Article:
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Development of psychosis influenced by neighbourhood

The first-of-its kind study looked at how demographic factors might play a different role in the development of non-affective psychosis (e.g. schizophrenia) when compared to affective psychosis (e.g. bipolar disorder).

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Previous research has discovered that rates of some severe mental illness conditions known as non-affective psychoses, such as schizophrenia, will vary depending on geographical location. This contrasts to affective psychoses like bipolar disorder, which have not shown this geographical variation, despite sharing many other features.

This research was built on previous findings from Dr Peter Schofield looking at the role of the neighbourhood in the development of severe mental illness.

The authors wanted to explore this topic further by analysing medical data for the entire population of Denmark. Specifically, they looked at the neighbourhood that people lived in when they were 15 years old and their subsequent medical history i.e. the probability that people developed either non-affective psychosis (schizophrenia) or affective psychosis (bipolar disorder).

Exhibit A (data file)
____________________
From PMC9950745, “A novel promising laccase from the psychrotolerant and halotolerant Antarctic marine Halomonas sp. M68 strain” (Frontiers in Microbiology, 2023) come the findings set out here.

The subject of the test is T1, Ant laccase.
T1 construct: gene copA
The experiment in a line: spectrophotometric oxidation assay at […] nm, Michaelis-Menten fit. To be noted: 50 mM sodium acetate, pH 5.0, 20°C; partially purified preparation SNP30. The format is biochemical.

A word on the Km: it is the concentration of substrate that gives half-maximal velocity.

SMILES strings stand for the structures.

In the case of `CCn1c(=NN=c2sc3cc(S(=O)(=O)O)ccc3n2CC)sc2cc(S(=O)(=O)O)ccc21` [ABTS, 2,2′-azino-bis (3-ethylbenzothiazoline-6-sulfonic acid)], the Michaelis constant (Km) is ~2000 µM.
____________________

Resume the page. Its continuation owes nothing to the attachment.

Results showed that where someone lived as a 15-year-old was a big influence on the rates of subsequent conditions for both non-affective and affective psychosis. This was also observed with specific demographic categories, with ethnic density found to impact the rates of both affective and non-affective psychoses in individuals from ethnic minority backgrounds.

This is the first study set out to address this specific question and it provides a useful contribution to our understanding of the similarities and differences between these mental disorders.– Peter Schofield, Senior Lecturer in Population Health

However, these similarities were not seen when analysing other demographic factors. When looking at the impact of urbanisation, an association was only established with non-affective psychosis. The most urban neighbourhoods were associated with a substantial increase in rates of non-affective psychosis compared to less urban neighbourhoods, but no comparable difference was found for affective psychosis.

These data could reflect differences in how non-affective and affective psychosis develop, and the authors note that future research on psychotic disorders could benefit from further analysis of the effects of different risk factors on the development of these disorders.

Read the full publication here.

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Peter  Schofield

Peter Schofield

Senior Lecturer in Population Health